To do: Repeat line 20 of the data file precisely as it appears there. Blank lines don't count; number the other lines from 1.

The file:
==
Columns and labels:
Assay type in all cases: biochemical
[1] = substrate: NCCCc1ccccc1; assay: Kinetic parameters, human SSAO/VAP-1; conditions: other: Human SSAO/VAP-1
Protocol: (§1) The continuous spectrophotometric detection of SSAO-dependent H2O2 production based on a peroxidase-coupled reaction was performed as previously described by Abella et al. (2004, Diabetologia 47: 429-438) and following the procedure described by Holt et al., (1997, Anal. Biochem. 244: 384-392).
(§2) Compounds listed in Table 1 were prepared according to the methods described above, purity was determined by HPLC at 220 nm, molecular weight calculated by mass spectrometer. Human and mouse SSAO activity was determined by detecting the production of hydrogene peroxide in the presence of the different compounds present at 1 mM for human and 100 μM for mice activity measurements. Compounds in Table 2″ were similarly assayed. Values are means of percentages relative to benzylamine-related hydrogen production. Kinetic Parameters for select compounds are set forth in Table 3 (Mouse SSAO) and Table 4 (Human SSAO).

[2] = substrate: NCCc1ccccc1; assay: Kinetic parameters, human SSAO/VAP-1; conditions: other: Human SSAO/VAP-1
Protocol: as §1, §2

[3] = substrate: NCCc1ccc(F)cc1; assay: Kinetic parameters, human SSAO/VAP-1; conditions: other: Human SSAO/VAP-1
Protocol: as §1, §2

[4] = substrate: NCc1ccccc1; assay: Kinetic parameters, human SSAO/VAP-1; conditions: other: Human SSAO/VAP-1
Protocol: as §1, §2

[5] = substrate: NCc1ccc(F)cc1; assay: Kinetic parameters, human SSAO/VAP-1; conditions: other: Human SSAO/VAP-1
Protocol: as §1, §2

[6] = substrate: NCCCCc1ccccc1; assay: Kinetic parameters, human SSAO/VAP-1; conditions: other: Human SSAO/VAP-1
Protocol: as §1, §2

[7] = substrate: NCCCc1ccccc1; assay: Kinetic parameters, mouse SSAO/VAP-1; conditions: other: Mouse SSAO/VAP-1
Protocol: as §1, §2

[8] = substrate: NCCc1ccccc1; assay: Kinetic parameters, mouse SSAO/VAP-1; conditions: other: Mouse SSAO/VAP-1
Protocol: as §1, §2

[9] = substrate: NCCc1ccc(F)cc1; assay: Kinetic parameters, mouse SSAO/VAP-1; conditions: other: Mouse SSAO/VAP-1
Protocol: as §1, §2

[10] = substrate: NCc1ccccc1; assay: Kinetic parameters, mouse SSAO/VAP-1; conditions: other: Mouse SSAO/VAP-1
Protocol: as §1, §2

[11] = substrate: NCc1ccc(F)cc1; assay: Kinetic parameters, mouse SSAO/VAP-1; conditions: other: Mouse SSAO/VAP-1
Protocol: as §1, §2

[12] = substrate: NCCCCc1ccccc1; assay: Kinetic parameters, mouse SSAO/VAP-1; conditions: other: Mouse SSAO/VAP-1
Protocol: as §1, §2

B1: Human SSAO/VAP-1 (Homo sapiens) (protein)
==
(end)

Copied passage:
[9] = substrate: NCCc1ccc(F)cc1; assay: Kinetic parameters, mouse SSAO/VAP-1; conditions: other: Mouse SSAO/VAP-1